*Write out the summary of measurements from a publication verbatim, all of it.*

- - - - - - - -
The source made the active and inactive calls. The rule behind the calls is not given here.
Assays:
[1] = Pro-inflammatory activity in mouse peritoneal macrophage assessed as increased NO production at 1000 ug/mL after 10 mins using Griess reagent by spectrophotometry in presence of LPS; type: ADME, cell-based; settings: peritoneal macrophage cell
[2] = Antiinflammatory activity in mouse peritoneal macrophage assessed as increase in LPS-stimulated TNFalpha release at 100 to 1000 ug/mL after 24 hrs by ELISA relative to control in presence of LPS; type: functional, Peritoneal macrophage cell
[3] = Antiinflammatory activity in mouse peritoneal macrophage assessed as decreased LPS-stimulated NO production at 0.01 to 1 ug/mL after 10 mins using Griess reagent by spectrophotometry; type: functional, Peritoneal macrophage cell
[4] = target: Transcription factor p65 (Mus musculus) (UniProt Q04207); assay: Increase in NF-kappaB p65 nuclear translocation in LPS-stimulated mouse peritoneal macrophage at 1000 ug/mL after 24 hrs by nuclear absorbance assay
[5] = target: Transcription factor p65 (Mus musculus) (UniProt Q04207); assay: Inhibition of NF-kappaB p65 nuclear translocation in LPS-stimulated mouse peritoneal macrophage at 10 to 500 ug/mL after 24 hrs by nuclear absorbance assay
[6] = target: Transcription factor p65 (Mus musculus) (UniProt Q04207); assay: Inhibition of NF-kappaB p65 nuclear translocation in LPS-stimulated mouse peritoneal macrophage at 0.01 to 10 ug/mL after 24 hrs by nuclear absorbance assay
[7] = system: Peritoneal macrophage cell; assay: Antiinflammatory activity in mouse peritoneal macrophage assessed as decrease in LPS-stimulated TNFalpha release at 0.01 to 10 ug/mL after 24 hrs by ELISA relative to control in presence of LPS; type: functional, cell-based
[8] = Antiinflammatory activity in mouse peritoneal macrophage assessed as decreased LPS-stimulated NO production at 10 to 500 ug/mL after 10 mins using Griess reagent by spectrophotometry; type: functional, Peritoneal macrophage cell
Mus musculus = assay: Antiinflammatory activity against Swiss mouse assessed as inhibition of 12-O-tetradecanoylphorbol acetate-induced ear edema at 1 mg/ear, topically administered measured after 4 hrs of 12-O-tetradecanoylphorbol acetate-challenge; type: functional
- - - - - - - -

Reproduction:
The source made the active and inactive calls. The rule behind the calls is not given here.
Assays:
[1] = Pro-inflammatory activity in mouse peritoneal macrophage assessed as increased NO production at 1000 ug/mL after 10 mins using Griess reagent by spectrophotometry in presence of LPS; type: ADME, cell-based; settings: peritoneal macrophage cell
[2] = Antiinflammatory activity in mouse peritoneal macrophage assessed as increase in LPS-stimulated TNFalpha release at 100 to 1000 ug/mL after 24 hrs by ELISA relative to control in presence of LPS; type: functional, Peritoneal macrophage cell
[3] = Antiinflammatory activity in mouse peritoneal macrophage assessed as decreased LPS-stimulated NO production at 0.01 to 1 ug/mL after 10 mins using Griess reagent by spectrophotometry; type: functional, Peritoneal macrophage cell
[4] = target: Transcription factor p65 (Mus musculus) (UniProt Q04207); assay: Increase in NF-kappaB p65 nuclear translocation in LPS-stimulated mouse peritoneal macrophage at 1000 ug/mL after 24 hrs by nuclear absorbance assay
[5] = target: Transcription factor p65 (Mus musculus) (UniProt Q04207); assay: Inhibition of NF-kappaB p65 nuclear translocation in LPS-stimulated mouse peritoneal macrophage at 10 to 500 ug/mL after 24 hrs by nuclear absorbance assay
[6] = target: Transcription factor p65 (Mus musculus) (UniProt Q04207); assay: Inhibition of NF-kappaB p65 nuclear translocation in LPS-stimulated mouse peritoneal macrophage at 0.01 to 10 ug/mL after 24 hrs by nuclear absorbance assay
[7] = system: Peritoneal macrophage cell; assay: Antiinflammatory activity in mouse peritoneal macrophage assessed as decrease in LPS-stimulated TNFalpha release at 0.01 to 10 ug/mL after 24 hrs by ELISA relative to control in presence of LPS; type: functional, cell-based
[8] = Antiinflammatory activity in mouse peritoneal macrophage assessed as decreased LPS-stimulated NO production at 10 to 500 ug/mL after 10 mins using Griess reagent by spectrophotometry; type: functional, Peritoneal macrophage cell
Mus musculus = assay: Antiinflammatory activity against Swiss mouse assessed as inhibition of 12-O-tetradecanoylphorbol acetate-induced ear edema at 1 mg/ear, topically administered measured after 4 hrs of 12-O-tetradecanoylphorbol acetate-challenge; type: functional